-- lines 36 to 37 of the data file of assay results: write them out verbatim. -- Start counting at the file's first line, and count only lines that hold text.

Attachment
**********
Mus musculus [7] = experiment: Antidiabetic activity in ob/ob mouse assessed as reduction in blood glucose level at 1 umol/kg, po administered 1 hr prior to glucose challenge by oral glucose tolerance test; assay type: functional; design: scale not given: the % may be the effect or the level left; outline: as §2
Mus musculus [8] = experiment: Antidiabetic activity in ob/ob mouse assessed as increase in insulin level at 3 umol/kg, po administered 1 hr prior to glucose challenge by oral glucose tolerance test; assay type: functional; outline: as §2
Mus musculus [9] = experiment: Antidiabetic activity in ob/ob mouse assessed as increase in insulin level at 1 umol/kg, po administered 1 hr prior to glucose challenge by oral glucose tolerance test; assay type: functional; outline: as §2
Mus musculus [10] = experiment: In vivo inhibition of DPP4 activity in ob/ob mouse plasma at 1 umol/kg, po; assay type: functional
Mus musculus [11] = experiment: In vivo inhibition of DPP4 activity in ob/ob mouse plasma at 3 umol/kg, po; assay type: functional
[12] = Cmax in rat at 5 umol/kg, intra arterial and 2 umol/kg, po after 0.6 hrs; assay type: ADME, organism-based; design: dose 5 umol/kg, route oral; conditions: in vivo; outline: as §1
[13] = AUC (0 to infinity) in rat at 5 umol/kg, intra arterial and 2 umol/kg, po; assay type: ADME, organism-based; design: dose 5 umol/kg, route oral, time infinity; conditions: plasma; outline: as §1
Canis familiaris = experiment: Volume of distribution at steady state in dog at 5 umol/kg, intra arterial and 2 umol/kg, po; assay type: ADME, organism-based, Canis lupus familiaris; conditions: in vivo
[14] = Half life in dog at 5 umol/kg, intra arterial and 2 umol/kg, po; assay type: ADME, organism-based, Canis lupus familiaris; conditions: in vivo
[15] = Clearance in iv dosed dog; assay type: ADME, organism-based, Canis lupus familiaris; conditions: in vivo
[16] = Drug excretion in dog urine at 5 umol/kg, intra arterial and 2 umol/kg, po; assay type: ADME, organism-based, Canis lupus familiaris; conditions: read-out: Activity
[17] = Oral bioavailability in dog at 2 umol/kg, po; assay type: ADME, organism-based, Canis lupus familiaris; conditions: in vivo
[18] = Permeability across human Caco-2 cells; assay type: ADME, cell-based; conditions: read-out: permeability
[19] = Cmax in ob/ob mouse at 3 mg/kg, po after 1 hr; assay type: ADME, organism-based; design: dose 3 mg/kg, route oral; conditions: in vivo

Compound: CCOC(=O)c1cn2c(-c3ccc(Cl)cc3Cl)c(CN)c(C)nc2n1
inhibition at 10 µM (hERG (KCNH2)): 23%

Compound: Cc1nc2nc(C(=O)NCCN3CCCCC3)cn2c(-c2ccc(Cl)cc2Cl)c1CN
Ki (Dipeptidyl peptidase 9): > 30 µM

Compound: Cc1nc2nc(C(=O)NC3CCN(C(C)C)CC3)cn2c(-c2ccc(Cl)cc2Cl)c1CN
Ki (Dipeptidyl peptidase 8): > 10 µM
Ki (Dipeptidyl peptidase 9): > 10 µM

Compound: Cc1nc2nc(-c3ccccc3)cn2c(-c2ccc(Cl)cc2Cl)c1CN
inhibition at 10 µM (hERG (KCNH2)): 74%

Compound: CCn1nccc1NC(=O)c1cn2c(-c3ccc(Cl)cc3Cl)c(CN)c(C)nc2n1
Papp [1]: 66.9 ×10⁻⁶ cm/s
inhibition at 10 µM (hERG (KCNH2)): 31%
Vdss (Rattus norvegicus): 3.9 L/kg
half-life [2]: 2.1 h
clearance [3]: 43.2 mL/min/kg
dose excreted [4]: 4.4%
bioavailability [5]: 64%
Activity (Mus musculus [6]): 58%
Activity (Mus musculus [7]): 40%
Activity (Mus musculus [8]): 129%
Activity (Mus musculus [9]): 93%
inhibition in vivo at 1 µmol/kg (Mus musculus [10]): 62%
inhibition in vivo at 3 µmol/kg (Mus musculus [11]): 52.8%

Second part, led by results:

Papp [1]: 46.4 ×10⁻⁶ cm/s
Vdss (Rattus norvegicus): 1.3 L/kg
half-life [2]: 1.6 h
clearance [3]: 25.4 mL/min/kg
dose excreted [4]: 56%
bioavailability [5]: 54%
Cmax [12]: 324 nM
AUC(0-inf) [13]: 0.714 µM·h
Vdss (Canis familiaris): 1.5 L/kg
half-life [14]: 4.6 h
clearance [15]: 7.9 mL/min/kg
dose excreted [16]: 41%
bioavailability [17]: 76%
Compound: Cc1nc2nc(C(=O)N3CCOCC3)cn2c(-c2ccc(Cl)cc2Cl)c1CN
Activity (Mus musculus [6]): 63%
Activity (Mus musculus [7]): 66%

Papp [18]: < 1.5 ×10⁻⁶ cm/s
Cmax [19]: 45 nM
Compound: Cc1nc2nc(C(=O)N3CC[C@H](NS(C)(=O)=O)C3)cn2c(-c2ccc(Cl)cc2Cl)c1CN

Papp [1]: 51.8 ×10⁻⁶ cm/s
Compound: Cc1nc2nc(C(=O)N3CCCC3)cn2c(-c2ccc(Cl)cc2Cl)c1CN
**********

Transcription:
inhibition in vivo at 1 µmol/kg (Mus musculus [10]): 62%
inhibition in vivo at 3 µmol/kg (Mus musculus [11]): 52.8%